Memory management in Linux and Windows NT

Alin Dobra

Project proposal

Memory management is one of the important issues in the design of an operating system; the way it is implemented being crucial from the overall performance, reliability and stability point of view.   In these circumstances a close look at two of the newly emerged operating systems, Linux and Windows NT, can give an interesting insight at the current state-of-the-art methods in implementing memory management.

The purpose of this project is to analyze/compare the memory management in Linux and Windows NT operating systems with an emphasis on the virtual memory.  Such a study can reveal interesting facts about different directions in this domain, results that can transcend the particular implementation of this two operating systems.
Four aspects will be considered: the conceptual framework (what particular algorithms, ideas are used in each OS), the implementation (since both Linux and NT source code are available), portability (both OS's run on more than one hardware platforms), and the performance (through synthetic and real tests).

Virtual memory in Linux and Windows NT

One of the best descriptions of the Linux Kernel is David Rusling's  The Linux kernel  and I will use it as a reference. An other noticeable description is Linux Kernel Guide .

For Windows NT Helen Custer's Inside Windows NT   (Microsoft Press, 1993) is probably the most thorow description since it was written in collaboration with the WinNT designers. Chapter six of this book addresses the virtual memory problem. Other two articles,  Inside Memory Management, Part 1 and  Part 2  written by Mark Russinovich and Bryce Cogswell and published in  Windows NT MAGAZINE  are also a good reference.

The virtual memory systems in Linux and Windows NT have a number of common features (in fact present in most of the modern operating systems):

There are, though, a number of fundamental differences between Linux and Windows NT: Matthew Dillon, one of the FreeBSD designers, has made a critical review of Linux's Virtual Memory system in a  posting  on the linux-kernel use group.

Other memory management issues

Altho the main purpose of the project is Virtual Memory some other issues in memory management can be explored like cash management, TLB management, virtual memory fragmentation.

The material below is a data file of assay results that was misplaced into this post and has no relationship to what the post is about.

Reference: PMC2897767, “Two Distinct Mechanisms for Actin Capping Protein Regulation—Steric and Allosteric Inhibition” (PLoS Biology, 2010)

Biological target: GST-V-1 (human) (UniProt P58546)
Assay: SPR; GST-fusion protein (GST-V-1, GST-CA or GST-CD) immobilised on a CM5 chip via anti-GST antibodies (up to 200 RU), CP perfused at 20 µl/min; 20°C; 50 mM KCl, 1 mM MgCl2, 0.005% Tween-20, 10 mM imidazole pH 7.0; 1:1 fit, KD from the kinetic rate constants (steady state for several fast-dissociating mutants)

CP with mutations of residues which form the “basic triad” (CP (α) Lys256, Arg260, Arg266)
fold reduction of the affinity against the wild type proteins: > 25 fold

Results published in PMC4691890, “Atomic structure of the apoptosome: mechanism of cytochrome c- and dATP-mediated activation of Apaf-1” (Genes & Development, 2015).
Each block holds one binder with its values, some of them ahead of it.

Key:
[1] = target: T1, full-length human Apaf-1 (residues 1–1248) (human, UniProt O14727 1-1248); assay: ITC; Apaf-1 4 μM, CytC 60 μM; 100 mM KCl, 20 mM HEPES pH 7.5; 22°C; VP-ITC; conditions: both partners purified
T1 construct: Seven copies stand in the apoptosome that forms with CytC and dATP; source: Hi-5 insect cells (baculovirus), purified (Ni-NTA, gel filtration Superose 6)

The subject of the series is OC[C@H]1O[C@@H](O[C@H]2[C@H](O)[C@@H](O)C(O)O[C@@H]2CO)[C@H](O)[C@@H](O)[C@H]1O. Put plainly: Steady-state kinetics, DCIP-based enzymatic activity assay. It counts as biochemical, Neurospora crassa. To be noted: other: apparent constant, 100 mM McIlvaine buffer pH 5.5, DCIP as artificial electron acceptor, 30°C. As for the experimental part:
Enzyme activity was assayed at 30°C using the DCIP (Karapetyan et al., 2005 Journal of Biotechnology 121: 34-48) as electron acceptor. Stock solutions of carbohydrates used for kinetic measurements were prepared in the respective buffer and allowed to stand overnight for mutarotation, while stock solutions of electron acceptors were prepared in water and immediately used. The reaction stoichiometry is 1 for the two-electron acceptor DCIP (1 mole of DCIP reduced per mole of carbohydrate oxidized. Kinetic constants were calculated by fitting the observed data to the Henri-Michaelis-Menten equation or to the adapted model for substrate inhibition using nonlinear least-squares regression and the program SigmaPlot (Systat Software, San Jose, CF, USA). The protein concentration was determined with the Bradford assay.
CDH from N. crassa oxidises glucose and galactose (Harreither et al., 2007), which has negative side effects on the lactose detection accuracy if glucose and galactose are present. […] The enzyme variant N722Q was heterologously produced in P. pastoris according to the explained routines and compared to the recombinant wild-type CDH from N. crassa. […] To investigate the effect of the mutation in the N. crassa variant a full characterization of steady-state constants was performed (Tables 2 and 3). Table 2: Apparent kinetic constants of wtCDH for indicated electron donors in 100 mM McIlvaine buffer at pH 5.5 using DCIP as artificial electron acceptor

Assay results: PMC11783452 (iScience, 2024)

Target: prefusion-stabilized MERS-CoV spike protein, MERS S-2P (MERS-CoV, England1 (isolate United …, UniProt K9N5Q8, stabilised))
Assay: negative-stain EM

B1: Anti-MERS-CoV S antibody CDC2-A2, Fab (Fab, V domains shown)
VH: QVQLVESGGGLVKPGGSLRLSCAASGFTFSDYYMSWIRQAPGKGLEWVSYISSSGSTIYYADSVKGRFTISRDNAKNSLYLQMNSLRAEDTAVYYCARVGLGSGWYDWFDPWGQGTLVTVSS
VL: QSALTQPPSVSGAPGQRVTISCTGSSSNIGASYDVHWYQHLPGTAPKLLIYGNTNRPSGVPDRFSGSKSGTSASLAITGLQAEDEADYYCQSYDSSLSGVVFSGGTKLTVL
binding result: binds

Review of the previous work

Little work has been done in comparing Linux and Windows NT from the memory management point of view and the tests that have been performed usually are not very precise or carefully designed.

There is some work in comparing systems that have common features with one of Linux or Windows NT. I will mention some of this work. The important thing about this is not their results (which might not be valid since this systems have evolved since then) but the methodology and tools used.

J. Bradley Chen and oth. compared NetBSD, Windows for Workgroups and Windows NT (The measured performance of personal computer operating systems, The Proceedings of the 15th ACM Symposium on Operating Systems Principles) and drew interesting conclusions.  One of the interesting things used are the Pentium special (undocumented) counter registers that can help in very precise performance measurements.

A previous paper (The impact of Operating System Structure on Memory System Performance) of Chen and Bershad that compares Ultrix and Mach 3.0 with CMU's UNIX server is also relevant since a monolithic and a microkernel architecture are compared.

Some people have tried to use Lmbench benchmark to compare the performance of Linux and Windows NT.  Aaron Brown has a nice paper (Operating System Benchmarking in the Wake of Lmbench: A Case Study of the Performance of NetBSD on the Intel x86 Architecture) about how to interpret the results of such a benchmark.

Other interesting papers that address the performance problem in an operating system are:

Research questions, experimental methodology and expected results

I will address the following questions in this study: I will run a number of synthetic and real programs in the spirit of the programs used in the previously mentioned papers to answer this questions. I will also look at the source code and the documentation (where available) in order to interpret the experimental results.

Some of the mentioned tests revealed in part the answers to this questions (e.g. microkernel architecture has quite a severe penalty as opposed to monolitic kernels). The tests I indent to do are somehow finer grained than the tests that are usually done. By correlating the results with the source code I hope to point out some interesting facts about some of the used methods.